THIS week saw the beginning of back-to-back hearings in all 56 legacy inquests, involving 97 killings, to establish just how far they have progressed – or not as is the case in many.

The Lord Chief Justice (LCJ) recently assumed full responsibility for the coronial process and consequently the backlog. Justice Weir, an eminent High Court judge, has been given the role of overseeing the assessments. The key remit:

(a) To assess the preparedness of cases to go forward to inquest including whether or not the coronial process actually has the capability and relevant authorities/powers to address some of the cases.

(b) To determine whether or not some of these cases can be joined evidentially and thematically, and thus heard together.

(c) To determine who should hear certain cases. For example, more complex cases involving voluminous material, much of it ‘sensitive’ requiring redactions prior to disclosure, and thereafter likely public interest immunity certificates (PII). So should a coroner and a High Court judge hear a case or a coroner on his/her own or a County Court judge, and so on?

Monday’s opening hearing examined the assessment thus far of six killings by the RUC and the injuring of one person in three separate incidents from November to December 1982, known as the shoot-to-kill cases. These cases were reopened in August 2007 following key rulings by the European Court of Human Rights. These killings were later added to when the then senior coroner, John Leckey, now retired, reopened the inquest into the killing of three RUC officers in October 1982 by the IRA. Clearly this case relates in some way to the subsequent killings, the coroner having access to key material.

An agenda of the key areas yet to be resolved, including submissions from all the parties on these areas, and a schedule with a fixed date of the actual inquest opening in April 2017, had been put forward in advance of the hearing.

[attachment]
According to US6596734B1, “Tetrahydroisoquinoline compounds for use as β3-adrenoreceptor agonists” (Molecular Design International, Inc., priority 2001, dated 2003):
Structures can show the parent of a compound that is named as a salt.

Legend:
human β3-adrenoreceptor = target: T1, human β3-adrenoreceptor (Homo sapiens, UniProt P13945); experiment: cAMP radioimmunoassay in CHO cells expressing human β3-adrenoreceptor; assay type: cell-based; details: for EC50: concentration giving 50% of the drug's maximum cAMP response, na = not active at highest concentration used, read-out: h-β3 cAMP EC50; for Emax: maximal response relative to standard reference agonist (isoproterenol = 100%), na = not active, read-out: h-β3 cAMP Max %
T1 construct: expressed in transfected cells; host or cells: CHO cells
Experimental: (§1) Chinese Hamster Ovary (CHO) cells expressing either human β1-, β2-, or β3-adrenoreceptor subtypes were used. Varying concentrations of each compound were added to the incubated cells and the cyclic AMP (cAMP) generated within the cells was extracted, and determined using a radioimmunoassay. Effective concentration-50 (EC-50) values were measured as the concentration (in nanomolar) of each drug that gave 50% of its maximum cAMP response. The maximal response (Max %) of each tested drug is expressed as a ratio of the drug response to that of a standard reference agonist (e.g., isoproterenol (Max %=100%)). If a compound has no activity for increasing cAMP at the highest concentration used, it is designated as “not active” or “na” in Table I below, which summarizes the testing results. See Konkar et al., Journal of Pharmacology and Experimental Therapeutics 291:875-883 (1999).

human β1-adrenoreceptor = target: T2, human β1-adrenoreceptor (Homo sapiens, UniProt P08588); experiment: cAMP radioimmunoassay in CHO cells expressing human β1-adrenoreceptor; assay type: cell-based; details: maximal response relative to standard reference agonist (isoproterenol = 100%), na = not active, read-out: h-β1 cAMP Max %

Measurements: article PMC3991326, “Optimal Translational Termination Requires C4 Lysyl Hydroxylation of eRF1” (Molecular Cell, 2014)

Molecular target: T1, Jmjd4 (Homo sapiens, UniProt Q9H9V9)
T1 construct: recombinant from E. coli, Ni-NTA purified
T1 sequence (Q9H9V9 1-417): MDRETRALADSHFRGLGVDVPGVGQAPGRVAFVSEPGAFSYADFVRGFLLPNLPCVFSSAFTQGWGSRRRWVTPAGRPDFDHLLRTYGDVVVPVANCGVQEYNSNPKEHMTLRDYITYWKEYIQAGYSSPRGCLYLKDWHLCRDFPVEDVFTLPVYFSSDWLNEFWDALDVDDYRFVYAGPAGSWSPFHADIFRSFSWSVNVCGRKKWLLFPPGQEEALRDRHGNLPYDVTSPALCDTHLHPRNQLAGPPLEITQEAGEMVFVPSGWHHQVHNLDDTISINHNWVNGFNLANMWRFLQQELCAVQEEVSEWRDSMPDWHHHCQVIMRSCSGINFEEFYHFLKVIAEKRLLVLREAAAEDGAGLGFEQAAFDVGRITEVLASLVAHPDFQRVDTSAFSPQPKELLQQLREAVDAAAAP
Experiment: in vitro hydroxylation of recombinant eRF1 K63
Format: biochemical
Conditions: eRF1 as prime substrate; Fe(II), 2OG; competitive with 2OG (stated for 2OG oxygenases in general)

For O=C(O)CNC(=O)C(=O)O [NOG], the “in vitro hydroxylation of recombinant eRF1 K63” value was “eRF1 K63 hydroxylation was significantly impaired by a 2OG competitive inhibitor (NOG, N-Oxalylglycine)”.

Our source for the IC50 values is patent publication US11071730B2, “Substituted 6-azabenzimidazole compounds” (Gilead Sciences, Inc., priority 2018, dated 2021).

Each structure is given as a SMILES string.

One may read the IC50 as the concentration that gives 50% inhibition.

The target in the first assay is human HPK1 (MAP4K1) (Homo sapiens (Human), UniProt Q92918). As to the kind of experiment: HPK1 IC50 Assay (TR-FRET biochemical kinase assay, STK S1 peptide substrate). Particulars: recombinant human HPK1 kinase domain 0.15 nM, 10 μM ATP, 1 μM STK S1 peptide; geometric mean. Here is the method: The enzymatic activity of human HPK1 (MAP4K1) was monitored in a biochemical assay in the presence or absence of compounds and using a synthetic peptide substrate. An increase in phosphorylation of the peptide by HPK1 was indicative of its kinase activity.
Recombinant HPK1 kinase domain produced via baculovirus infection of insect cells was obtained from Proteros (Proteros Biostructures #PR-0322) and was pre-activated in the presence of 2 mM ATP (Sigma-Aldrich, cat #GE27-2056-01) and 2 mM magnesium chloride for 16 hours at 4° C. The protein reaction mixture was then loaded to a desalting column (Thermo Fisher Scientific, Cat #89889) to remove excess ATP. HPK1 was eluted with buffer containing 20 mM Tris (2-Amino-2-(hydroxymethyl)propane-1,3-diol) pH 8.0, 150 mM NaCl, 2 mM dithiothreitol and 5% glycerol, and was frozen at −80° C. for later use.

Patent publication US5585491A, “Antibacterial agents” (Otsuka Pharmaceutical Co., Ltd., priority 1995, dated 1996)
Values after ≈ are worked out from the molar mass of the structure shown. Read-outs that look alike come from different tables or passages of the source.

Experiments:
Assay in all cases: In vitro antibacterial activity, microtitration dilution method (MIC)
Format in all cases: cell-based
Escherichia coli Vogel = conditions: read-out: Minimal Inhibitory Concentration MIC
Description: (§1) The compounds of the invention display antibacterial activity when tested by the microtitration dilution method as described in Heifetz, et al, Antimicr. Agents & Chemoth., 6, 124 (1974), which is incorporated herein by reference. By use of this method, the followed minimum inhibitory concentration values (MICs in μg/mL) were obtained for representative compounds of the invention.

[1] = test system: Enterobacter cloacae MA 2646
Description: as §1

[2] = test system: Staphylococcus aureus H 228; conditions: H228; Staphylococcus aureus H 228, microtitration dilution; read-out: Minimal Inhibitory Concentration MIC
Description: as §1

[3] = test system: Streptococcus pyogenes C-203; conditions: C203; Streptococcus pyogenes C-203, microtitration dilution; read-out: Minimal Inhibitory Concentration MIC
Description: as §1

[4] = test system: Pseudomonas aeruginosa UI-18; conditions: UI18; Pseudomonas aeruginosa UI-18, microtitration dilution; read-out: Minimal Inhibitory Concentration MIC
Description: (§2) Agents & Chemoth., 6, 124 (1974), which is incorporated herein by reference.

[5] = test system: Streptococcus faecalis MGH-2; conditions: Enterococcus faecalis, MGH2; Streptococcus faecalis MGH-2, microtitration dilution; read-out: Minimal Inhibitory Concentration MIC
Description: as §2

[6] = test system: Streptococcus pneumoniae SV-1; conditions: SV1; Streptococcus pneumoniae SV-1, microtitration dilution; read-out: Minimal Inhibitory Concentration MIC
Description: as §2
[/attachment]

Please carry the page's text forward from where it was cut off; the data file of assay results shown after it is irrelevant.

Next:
Three key deadlines for the PSNI in terms of the disclosure of material had already been missed, these were in 2010/2011/2013. This is unacceptable.

Counsel for the coroner outlined the failures above and the fact that the promise of two investigators to assist the coroner had yet to materialise. Justice Weir reiterated that these appointments should be completely independent.

It was also pointed out that after 34 years from the actual killings and now into the ninth year after reopening the inquests, we still don’t have disclosure, we don’t have independent investigators, and we don’t even have a coroner.

Justice Weir questioned the intentions of the PSNI in terms of redactions, asking if there is an over-cautious approach. He also stated that if the inquest system, which he was critical of (calling it ‘antique’, out of date and not entirely fit for purpose), could not address such complexities, then this was no longer a matter for the LCJ but one for the government.

Counsel for the PSNI added to concern when he informed the court that the agreed timetable/schedule of the inquest opening in April 2017 was not realistically achievable. He also outlined that this set of cases was more complex than some of the more recent public inquiries. The complexities and amount of sensitive material, he added, yet to be assessed for redactions and PII meant the deadline would not now be met. When pressed more than once he conceded that it was more likely to be in 2018, if at all.